Bilal Karaman has put the guitar at the center of his life since the age of eleven, and he has gone on to become one of the pioneering jazz guitarists in Turkey. Over the years, Karaman collaborated frequently with international musicians including Marcus Miller, Lars Danielson, Ricky Ford , Aydın Esen, Harvie S, Zakir Hussain, Fernando Paiva, Mike Moreno, Pierre Blanchard , Gustav Lundgren, Jarrod Cagwin and Dianne Reeves .
Winner of the first prize at the 2009 İstanbul Nardis Jazz Guitar Competition, the guitarist has created a different repertoire and formats for the stage. Since his debut album “Bahane” (2011), his wide range of performances include solo guitar recitals, duos, trios, quartet combo bands and gypsy jazz bands.
Since 2003, he has performed many concerts in Hungary, Macedonia, Ukraine, United States, United Kingdom, Germany, France, Netherlands, South Korea, South Africa, and Kenya, among others. He has performed in highly esteemed festivals like İstanbul Jazz Festival and the London Jazz Festival.
In 2012, Karaman was named one of four rising guitarists of the year in an interview with Barry Cleveland in American Guitar Player. Karaman, who never leaves the quest for innovation, which is at the heart of jazz, has created a different musical world in every project. His great joy at live concerts has been his hallmark. Bilal Karaman, whose four albums bearing with his unique guitar sound is testament to this quest, initiated the album series “Manouche a La Turca” based on French gypsy jazz, the genre of Manouche created by Django Reinhardt. The first album, which successfully carried the European jazz-swing style to Anatolia, was followed by two more volumes.
One of the best-known guitarists in Turkey, Karaman fuses the music of Turkey with gypsy and jazz-swing styles pioneered by Django Reinhardt in “Manouche a La Turca”. Born in the 1930s, when American jazz influenced Europe, the musical genre of Manouche, created by the fusion of Romano-gypsy French music, is brought to Anatolia today by Karaman. This is why the series “Manouche a La Turca” is a pioneer in the history of Turkish music.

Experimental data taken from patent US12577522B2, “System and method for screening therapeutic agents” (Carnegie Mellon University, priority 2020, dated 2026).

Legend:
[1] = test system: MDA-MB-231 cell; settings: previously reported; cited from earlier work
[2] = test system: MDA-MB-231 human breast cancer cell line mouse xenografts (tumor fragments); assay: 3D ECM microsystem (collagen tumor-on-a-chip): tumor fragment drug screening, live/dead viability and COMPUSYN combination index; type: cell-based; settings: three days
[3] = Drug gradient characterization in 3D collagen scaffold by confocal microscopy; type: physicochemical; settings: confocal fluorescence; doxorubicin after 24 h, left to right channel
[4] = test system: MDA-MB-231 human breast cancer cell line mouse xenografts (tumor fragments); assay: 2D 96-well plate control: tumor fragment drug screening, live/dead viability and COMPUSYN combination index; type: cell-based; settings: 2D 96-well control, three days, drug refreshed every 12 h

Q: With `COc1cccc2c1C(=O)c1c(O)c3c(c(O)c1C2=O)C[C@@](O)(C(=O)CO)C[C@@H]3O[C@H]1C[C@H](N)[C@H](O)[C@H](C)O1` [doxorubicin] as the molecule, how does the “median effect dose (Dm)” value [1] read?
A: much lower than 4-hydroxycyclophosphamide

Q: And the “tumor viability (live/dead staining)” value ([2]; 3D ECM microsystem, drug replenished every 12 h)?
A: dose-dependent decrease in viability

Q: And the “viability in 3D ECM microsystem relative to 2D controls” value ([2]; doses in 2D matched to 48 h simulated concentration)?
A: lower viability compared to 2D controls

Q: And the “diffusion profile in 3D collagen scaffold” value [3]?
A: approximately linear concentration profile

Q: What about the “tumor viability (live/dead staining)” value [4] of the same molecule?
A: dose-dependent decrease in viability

Guitarist Bilal Karaman is telling the story of “Manouche a La Turca” himself: “In Şstanbul, some time in 1997 is when I first met jazz. People likened my solos and my style to Django Reinhardt . That’s how I first heard of Django’s name. I wasn’t mature enough to realize at what point that Django was a great guitarist. And in those years, I didn’t really think it was a good idea to build my music on that genre until a jazz club in İstanbul asked me to do a special concert for Django’s 100th anniversary. At that concert, I wanted to play tunes from our land as well as known Manouche standards, and I finally composed something and brought it into our repertoire. That’s how “Manouche a La Turca” started in 2010. It took me a long time to understand and get to know this genre, because there were not many people playing Manouche except me in Turkey those years. At the same time, I was studying the “longas” and “sirtos” to consolidate the repertoire. I wanted to get the magnificent harmony between the Gypsy Swing (Manouche) school and Anatolian music .
Eventually, I felt ready and started recording the first demos in 2014. We started to record for the album in the summer of 2016; unfortunately, due to difficulties and misfortunes in the country where I live, we were able to finish the album by the end of 2017. Since there is no existing example of the music in my mind, it took me a long time to decide which which musicians should I play. At last, I decided on Göksun Çavdar for clarinet, Pierre Blanchard and Hüseyin Kemancı for violin, and Baran Say for double bass. I was playing all the guitars. In our repertoire, there were composers like Tanburi Cemil Bey and Kemani Kevser Hanım who were dominant in both Western and in Turkish music, and we were playing their classical works. In the second album of the series, I arranged the works of valuable composers Mehmet Ilgın and Sadi Işılay. Semih Çelikel and Hüseyin Kemancı are on violins, and Baran Say is on bass. In the third album of the series is a live compilation from our concerts between 2018-2020.”